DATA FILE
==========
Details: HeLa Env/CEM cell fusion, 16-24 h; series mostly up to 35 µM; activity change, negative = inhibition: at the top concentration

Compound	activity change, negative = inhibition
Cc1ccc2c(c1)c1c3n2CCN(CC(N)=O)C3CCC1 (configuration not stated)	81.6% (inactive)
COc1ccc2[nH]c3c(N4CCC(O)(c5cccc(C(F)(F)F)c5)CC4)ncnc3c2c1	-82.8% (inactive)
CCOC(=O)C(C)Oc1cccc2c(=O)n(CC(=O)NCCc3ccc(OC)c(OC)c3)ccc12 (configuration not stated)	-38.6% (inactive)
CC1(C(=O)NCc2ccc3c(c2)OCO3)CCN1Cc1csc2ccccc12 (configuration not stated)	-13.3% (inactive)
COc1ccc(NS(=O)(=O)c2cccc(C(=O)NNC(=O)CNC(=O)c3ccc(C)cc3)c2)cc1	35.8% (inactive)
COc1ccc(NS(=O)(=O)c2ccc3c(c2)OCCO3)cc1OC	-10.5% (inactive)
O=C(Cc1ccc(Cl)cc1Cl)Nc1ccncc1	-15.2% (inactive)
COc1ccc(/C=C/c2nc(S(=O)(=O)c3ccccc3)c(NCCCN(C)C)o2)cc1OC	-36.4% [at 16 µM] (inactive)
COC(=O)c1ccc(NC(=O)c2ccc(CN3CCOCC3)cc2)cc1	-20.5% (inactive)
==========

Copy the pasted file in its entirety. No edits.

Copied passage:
Details: HeLa Env/CEM cell fusion, 16-24 h; series mostly up to 35 µM; activity change, negative = inhibition: at the top concentration

Compound	activity change, negative = inhibition
Cc1ccc2c(c1)c1c3n2CCN(CC(N)=O)C3CCC1 (configuration not stated)	81.6% (inactive)
COc1ccc2[nH]c3c(N4CCC(O)(c5cccc(C(F)(F)F)c5)CC4)ncnc3c2c1	-82.8% (inactive)
CCOC(=O)C(C)Oc1cccc2c(=O)n(CC(=O)NCCc3ccc(OC)c(OC)c3)ccc12 (configuration not stated)	-38.6% (inactive)
CC1(C(=O)NCc2ccc3c(c2)OCO3)CCN1Cc1csc2ccccc12 (configuration not stated)	-13.3% (inactive)
COc1ccc(NS(=O)(=O)c2cccc(C(=O)NNC(=O)CNC(=O)c3ccc(C)cc3)c2)cc1	35.8% (inactive)
COc1ccc(NS(=O)(=O)c2ccc3c(c2)OCCO3)cc1OC	-10.5% (inactive)
O=C(Cc1ccc(Cl)cc1Cl)Nc1ccncc1	-15.2% (inactive)
COc1ccc(/C=C/c2nc(S(=O)(=O)c3ccccc3)c(NCCCN(C)C)o2)cc1OC	-36.4% [at 16 µM] (inactive)
COC(=O)c1ccc(NC(=O)c2ccc(CN3CCOCC3)cc2)cc1	-20.5% (inactive)